Are The Self-Employed Missing Out On Employee-Only Benefits?

Many employees dream of going into business for themselves. Working from home and setting your own hours is a dream for many, but it comes at a price.

As an employee, your employer is responsible for paying a certain amount of taxes on your behalf and providing you with benefits like sick pay, healthcare, and medical leave. Those benefits don’t exist when you’re self-employed. However, not all benefits are worthwhile, and the perks of being self-employed outweigh most employee benefits.

Health insurance isn’t all it’s cracked up to be

Getting health insurance through an employer seems like a necessary benefit, but is it? It’s widely known that health insurance barely covers much of anything these days. Deductibles are outrageously high, and monthly premiums are on the rise. People are paying several hundred dollars each month for the privilege of paying full price for medical care until they reach their deductible. Some deductibles can be up to $3,000.

Self-employed people, on the other hand, can skip the monthly premiums and put their money in a dedicated emergency fund. A self-employed person without health insurance will pay full price for care, but won’t be shelling out hundreds each month. There are instances where health insurance is necessary for the self-employed, but if you don’t need to use it regularly, you’re not missing out.

Disability insurance can come in handy

Disability insurance can come in handy

Disability insurance is one of the few employer-sponsored benefits self-employed people are missing out on. If a self-employed person is injured and unable to work for a long period of time, their income will suffer. Injuries can happen on the job or in their daily life. Without disability insurance, there is no way to recapture lost wages without filing a lawsuit.

For instance, those who suffer serious injuries in a car crash often need to pursue a personal injury lawsuit. Neither health insurance nor auto insurance is enough to cover most medical bills. It’s worse in a no-fault state like New York where auto insurance ignores pain and suffering.

Unfortunately, car accidents in New York are common. According to, more than 41% of crashes resulted in serious personal injury and 1,109 were fatal. All self-employed people who drive cars are at risk, and one accident can result in a long-term disability.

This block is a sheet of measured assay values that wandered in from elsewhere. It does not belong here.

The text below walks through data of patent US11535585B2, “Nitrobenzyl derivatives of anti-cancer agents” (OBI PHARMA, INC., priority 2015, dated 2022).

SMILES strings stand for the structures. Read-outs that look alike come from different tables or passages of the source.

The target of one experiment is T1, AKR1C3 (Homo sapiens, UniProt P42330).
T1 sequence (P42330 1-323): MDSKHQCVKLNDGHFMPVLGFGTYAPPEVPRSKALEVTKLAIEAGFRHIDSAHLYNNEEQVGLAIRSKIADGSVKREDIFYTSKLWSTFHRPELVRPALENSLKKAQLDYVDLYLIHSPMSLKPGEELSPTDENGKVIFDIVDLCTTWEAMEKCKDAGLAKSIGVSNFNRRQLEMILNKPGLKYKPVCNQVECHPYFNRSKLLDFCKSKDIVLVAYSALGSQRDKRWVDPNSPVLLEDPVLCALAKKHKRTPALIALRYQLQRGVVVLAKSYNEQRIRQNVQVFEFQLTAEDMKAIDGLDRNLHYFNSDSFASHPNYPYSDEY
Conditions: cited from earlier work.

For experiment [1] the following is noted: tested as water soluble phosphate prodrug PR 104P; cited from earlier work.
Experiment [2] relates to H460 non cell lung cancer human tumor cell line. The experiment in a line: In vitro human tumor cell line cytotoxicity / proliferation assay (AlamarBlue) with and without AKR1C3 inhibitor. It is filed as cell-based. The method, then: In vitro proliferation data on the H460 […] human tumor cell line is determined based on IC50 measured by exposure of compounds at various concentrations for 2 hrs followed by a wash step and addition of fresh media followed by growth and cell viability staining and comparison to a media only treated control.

There are disability insurance plans available for the self-employed. However, most plans will only cover up to 60% of your income based on prior tax returns. If you’re new to self-employment, you may want to save your money in an emergency fund instead.

You can’t miss something you don’t need – sick pay

It seems like employees get more benefits than the self-employed, but that’s not entirely true. While employers often provide multiple benefits to employees, self-employed people don’t need many of them. For example, self-employed people don’t need paid sick days.

Hourly employees need sick pay because they can’t make up for lost work later – they’re paid for their daily presence. When a virus wipes out an employee for a week, their bank account suffers. They need every sick hour they can get.

Unlike employees, most self-employed people can make up for lost days of work and can push out deadlines while they recover. When you’re self-employed, missing a day of work doesn’t necessarily mean losing a chunk of your paycheck. Your income might be prolonged, but it won’t be cut short.

Employee sick pay benefits are complex

Employee sick pay benefits are complex

Self-employed individuals aren’t missing out on sick pay. It sounds like a great idea, but sick pay is cumbersome to use. Most U.S. states have complex rules governing the accrual and use of sick days.

For example, a business in New York City with 4 or fewer employees isn’t required to provide paid sick time. However, a business with five or more employees must allow employees to accrue one hour of paid sick time for every 30 hours worked up to 40 hours. However, employees must wait four months (120 days) to use any portion of their sick time. In certain industries, employees must wait one year before using sick time and may only use two days at a time. If an employee makes $15/hour (minimum wage), two days of sick pay (at 8 hours each) would net them $240, and even less after taxes.

Freedom is worth the sacrifice

If health insurance and other benefits were stellar, there might be a reason to think you’re missing out. The truth is, unless you have existing medical needs that require consistent care or visits, you’re not missing out. Embrace the freedom of self-employment, including the freedom to be responsible for your own healthcare.

Anna Johansson is the founder and CEO of Johansson Consulting where she works with businesses to create marketing and PR campaigns.

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